Thinking about classroom problems in general

The other three-phase

Amanda’s excellent post yesterday on students not reading put me in mind of a very useful conceptualisation of classroom situations that I was taught in my training, more years ago than I care to remember.*

In essence, the conceptualisation suggests that there are three phases in our pedagogic practice, and our movement through them reflects our increasing confidence and ability: and they look not so different from Amanda’s options.

The first phase is to centre everything on yourself, the teacher. You are the sun and everything revolves around you. If students don’t get it, then it’s because you did a bad job; likewise, their successful learning is down to you and your amazing classes.

If you like, this is the rollercoaster phase, with rapid highs and lows, where the euphoria is mixed with a heavy dose of nausea.

It’s obvious that this should be the starting point, because you’re new to all this and you’re discovering your own powers: it’s a very human instinct to work from oneself, because that’s what you know best.

However, this model is not only emotionally draining but it also runs into the (usually quite swift) realisation that you’re not the only agent in the learning-teaching nexus. There’s got to be a different way of looking at things. Continue reading

My Students Don’t Read: Responses to a Classic Classroom Problem

All experienced instructors have had this happen to them: You assign an interesting reading that is pivotal to a topic on the syllabus. You emphasize to the students how important it is that they complete that particular reading, as it will be the basis of the next class session’s discussion. Walking into class, you smile, anticipating a smart, informed discussion on a fascinating topic, and ask a basic question to get things going. And then, the silence, and the signs: the blank stares, the eyes that won’t meet yours, the walls and shoes and notebooks that suddenly are the most interesting things in the room. Your smile drops as you realize the horrible truth: none of the students did the reading.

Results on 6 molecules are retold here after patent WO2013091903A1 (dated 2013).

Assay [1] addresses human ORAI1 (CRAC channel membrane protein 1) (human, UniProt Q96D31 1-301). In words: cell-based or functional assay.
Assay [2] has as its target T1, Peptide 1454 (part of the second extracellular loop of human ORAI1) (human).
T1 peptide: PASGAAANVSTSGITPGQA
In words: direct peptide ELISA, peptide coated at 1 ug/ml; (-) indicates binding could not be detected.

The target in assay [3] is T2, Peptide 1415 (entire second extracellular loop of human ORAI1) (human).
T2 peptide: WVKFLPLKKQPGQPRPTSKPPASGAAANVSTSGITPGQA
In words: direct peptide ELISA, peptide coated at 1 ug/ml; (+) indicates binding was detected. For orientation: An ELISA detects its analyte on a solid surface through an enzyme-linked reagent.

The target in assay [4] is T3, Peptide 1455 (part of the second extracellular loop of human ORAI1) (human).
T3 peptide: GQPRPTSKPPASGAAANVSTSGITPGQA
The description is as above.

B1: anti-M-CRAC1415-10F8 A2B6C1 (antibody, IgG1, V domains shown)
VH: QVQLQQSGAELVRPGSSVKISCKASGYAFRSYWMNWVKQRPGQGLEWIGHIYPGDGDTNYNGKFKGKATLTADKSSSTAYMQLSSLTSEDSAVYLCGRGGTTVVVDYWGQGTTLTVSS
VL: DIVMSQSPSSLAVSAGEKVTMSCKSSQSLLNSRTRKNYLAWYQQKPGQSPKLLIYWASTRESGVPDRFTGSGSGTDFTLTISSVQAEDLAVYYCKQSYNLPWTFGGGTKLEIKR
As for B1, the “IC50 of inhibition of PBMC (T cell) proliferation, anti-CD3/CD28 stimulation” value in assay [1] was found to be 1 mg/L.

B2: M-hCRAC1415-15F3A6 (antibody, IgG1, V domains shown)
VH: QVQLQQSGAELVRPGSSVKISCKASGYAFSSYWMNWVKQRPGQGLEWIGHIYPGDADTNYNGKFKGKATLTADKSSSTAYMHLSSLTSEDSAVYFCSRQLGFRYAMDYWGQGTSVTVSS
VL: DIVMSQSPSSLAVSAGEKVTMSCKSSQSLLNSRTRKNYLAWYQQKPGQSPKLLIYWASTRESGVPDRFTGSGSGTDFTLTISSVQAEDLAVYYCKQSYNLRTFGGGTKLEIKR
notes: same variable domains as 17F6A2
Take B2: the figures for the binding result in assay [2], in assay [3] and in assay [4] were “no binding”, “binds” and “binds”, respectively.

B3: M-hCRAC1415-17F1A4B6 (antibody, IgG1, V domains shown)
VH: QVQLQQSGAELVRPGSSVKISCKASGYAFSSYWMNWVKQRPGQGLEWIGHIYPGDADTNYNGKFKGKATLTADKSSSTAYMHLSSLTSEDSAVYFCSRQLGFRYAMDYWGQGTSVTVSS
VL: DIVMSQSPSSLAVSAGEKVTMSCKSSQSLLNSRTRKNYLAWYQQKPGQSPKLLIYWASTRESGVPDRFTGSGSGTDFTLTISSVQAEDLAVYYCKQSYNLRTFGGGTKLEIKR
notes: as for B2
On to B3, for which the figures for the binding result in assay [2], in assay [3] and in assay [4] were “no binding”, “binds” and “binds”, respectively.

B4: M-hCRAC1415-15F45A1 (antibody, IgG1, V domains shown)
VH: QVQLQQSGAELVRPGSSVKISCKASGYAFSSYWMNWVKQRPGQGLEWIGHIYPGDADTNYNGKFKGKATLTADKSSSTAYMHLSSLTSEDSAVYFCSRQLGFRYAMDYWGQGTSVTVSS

Quickly you realize it’s not entirely true: a small handful of students, the ones you can always rely on, tentatively raise their hands. Others may have skimmed the reading, or tried to do it just as class started. Still others pull it out as you ask the question, trying to do in 30 seconds what they need a concentrated 10 or 30 minutes to do. Despite this, the vast majority of the class simply did not do as instructed.

What’s the dedicated instructor to do?

I have been teaching for more than ten years, and this happened to me twice this semester alone. In one case, only one student out in my intro to IR class had read Thucydides’ short Melian Dialogue that IR teachers the world over use as an introduction to Realism—even though they had weekly reading quizzes on the material. In my intro to American politics course, none of them had read Federalist Paper #84, which outlines the arguments regarding the inclusion of a bill of rights in the Constitution. In the moment when I realized that my students were not prepared for the reading-based discussion I had planned, I had a decision to make: how would I respond to their lack of preparation?

A few options immediately came to mind.

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ALPS is at ISA!